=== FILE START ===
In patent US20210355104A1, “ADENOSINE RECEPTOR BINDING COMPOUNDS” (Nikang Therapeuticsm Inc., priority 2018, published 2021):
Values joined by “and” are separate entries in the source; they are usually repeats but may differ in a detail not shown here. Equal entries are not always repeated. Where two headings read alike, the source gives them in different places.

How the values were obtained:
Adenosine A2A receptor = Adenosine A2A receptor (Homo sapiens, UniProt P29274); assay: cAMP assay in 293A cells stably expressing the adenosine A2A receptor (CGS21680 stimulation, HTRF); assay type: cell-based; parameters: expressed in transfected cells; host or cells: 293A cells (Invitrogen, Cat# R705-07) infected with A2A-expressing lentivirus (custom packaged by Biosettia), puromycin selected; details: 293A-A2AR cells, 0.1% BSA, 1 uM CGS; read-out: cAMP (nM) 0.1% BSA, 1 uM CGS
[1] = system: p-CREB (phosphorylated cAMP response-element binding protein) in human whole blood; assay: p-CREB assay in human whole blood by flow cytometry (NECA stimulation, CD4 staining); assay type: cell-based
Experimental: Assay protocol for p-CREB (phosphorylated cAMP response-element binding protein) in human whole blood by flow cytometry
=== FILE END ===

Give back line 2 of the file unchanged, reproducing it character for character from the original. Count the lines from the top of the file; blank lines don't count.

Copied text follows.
Values joined by “and” are separate entries in the source; they are usually repeats but may differ in a detail not shown here. Equal entries are not always repeated. Where two headings read alike, the source gives them in different places.